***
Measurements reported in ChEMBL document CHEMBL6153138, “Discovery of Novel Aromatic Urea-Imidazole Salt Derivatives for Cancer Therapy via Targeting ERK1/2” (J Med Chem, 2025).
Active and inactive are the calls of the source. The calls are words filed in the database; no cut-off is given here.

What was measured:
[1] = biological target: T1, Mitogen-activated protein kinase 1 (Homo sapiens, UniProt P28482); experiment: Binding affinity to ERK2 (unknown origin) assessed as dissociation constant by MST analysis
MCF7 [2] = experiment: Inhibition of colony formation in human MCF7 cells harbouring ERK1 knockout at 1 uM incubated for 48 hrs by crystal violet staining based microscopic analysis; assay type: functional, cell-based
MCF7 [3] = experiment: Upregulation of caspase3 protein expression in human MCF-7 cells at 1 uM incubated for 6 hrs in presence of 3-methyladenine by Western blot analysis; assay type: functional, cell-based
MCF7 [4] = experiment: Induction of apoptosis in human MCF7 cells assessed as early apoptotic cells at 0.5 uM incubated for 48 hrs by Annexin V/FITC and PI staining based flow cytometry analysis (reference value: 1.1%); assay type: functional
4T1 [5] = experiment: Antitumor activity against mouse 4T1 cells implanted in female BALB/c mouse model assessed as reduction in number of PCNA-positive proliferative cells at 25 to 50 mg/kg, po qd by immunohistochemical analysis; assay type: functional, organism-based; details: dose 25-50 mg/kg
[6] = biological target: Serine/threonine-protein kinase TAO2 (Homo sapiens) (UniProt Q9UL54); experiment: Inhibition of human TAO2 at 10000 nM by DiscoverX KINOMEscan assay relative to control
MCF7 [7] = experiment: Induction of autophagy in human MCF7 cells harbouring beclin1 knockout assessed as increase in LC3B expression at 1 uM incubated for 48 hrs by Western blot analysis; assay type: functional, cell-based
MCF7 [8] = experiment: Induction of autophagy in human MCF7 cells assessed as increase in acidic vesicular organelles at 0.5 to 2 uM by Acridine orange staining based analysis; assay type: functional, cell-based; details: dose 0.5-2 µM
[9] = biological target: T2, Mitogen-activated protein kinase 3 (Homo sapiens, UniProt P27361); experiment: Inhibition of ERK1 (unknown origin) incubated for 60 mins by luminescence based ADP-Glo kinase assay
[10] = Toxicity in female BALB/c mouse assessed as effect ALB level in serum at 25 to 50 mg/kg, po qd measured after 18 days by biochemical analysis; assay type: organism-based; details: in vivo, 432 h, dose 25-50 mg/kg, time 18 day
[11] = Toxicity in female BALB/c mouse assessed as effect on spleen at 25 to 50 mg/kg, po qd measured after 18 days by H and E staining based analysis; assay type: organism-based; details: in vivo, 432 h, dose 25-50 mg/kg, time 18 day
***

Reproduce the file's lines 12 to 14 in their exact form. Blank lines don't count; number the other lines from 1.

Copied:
[9] = biological target: T2, Mitogen-activated protein kinase 3 (Homo sapiens, UniProt P27361); experiment: Inhibition of ERK1 (unknown origin) incubated for 60 mins by luminescence based ADP-Glo kinase assay
[10] = Toxicity in female BALB/c mouse assessed as effect ALB level in serum at 25 to 50 mg/kg, po qd measured after 18 days by biochemical analysis; assay type: organism-based; details: in vivo, 432 h, dose 25-50 mg/kg, time 18 day
[11] = Toxicity in female BALB/c mouse assessed as effect on spleen at 25 to 50 mg/kg, po qd measured after 18 days by H and E staining based analysis; assay type: organism-based; details: in vivo, 432 h, dose 25-50 mg/kg, time 18 day